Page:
In the dynamic programming method, each RelOptInfo of the N – 1 layer and each RelOptInfo of the first layer need to be joined, and then the RelOptInfo of the new join is stored in the current _N_th layer. The time complexity of the algorithm is about O (M x N). If there are a relatively large quantity of RelOptInfos at both the (N – 1)th layer and the first layer, the search space expands greatly. However, some RelOptInfos can be avoided during join. This is also the purpose of timely check. Detecting and skipping the join between two RelOptInfos in advance can save unnecessary overheads and improve the optimization efficiency of the optimizer.

  • (1) Preliminary check

    The following conditions are the main factors to be measured in the preliminary check:

    • The value of joininfo in RelOptinfo is not NULL. This indicates that the RelOptInfo has related constraints with other RelOptInfos. That is, the current RelOptInfo may be associated with other tables.

    • The value of has_eclass_joins in RelOptInfo is true, indicating that the current RelOptInfo and other RelOptInfos may have equivalent join conditions in the equivalence class record.

    • The return value of the has_join_restriction function is true, indicating that the join sequence between the current RelOptInfo and other RelOptInfos is limited.

    The preliminary check is to use the RelOptInfo information to determine the possibility, that is, to check whether there are join conditions and join sequence constraints.

      static bool has_join_restriction(PlannerInfo* root, RelOptInfo* rel)
      ListCell* l = NULL;
      // If the current RelOptInfo involves Lateral semantics, there must be join sequence constraints.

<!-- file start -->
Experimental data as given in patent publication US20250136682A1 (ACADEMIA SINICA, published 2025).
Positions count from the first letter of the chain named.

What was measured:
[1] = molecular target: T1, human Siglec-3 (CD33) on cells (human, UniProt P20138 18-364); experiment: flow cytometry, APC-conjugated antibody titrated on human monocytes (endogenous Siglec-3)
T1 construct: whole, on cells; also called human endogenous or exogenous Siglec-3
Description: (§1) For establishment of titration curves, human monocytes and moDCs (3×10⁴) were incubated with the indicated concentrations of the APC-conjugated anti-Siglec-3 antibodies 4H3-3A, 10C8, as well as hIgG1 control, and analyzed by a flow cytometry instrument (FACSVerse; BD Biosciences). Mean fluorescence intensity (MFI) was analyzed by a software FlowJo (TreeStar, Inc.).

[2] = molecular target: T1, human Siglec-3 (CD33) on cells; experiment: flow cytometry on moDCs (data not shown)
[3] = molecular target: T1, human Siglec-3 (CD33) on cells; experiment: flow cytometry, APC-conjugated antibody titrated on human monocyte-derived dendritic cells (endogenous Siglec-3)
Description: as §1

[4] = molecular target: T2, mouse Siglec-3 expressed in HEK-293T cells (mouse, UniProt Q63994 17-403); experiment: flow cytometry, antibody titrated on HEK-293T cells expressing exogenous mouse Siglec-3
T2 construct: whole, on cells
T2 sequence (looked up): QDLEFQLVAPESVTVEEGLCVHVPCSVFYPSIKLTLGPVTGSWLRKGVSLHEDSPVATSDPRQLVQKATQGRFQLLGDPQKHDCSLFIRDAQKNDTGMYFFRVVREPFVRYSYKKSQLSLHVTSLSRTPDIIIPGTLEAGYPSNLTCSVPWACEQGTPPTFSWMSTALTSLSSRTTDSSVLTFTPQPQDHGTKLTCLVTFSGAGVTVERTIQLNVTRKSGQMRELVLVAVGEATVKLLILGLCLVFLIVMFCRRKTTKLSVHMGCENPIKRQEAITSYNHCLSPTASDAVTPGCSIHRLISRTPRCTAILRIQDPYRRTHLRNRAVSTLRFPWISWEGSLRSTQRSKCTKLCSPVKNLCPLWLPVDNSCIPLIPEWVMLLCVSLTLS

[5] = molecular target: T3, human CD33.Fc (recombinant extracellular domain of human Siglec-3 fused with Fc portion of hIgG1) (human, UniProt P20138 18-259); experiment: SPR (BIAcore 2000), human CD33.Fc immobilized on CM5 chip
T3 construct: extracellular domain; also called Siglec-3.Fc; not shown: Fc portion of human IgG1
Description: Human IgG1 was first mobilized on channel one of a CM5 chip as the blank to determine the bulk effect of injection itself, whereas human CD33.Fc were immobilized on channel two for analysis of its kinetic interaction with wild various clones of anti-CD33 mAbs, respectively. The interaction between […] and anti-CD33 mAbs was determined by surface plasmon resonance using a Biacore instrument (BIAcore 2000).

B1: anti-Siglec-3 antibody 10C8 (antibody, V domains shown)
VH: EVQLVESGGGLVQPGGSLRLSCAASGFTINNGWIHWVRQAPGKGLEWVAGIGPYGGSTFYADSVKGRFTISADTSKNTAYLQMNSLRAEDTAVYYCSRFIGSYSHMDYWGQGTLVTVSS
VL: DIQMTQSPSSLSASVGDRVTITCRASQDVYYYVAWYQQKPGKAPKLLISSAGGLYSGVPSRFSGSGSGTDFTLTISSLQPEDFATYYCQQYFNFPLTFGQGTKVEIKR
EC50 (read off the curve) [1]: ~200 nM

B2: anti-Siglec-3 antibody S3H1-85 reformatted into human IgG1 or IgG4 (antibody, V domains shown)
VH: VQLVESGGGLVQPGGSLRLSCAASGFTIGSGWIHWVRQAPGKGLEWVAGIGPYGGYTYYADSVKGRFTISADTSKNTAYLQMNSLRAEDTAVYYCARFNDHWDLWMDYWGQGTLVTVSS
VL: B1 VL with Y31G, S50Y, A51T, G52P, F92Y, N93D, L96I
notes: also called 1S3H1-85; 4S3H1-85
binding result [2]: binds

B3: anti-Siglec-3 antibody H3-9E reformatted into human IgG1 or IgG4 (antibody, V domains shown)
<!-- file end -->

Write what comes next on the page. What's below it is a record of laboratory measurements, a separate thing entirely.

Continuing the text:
foreach(l, root->lateral_info_list)
      LateralJoinInfo *ljinfo = (LateralJoinInfo *) lfirst(l);
      if (bms_is_member(ljinfo->lateral_rhs, rel->relids) ||
      bms_overlap(ljinfo->lateral_lhs, rel->relids))
      return true;
      // Process only the conditions except the inner join.
      foreach (l, root->join_info_list) {
      SpecialJoinInfo* sjinfo = (SpecialJoinInfo*)lfirst(l);
      // Skip the full-join check. Other mechanisms are used to ensure the join sequence.
      if (sjinfo->jointype == JOIN_FULL)
      // If the SpecialJoinInfo has been included in the RelOptInfo, skip this step.
      if (bms_is_subset(sjinfo->min_lefthand, rel->relids) &&
      bms_is_subset(sjinfo->min_righthand, rel->relids))
      //If the relids and min_lefthand or min_righthand variables of the RelOptInfo structure overlap, there may be constraints on the join sequence.
      if (bms_overlap(sjinfo->min_lefthand, rel->relids) ||
      bms_overlap(sjinfo->min_righthand, rel->relids))
      return true;
      return false;
  • (2) Precise check

    After the preliminary check, if it is determined that there is no join condition or join sequence constraint on the RelOptInfos on both sides, the make_rels_by_clauseless_joins function is entered, and all possible paths in the RelOptInfo are joined with the RelOptInfo at layer 1. If the current RelOptInfo may have join constraints or join sequence restrictions, the make_rel_by_clause_joins function is invoked to further check the current RelOptInfo and other RelOptInfo at layer 1 to determine whether the join can be performed.

    The have_join_order_restriction function determines whether there are join sequence restrictions on two RelOptInfos from the following two aspects: One is to determine whether the two RelOptInfos have a Lateral semantic sequence restriction, and the other is to determine whether min_lefthand and min_righthand in SpecialJoinInfo have a join sequence restriction on the two RelOptInfos.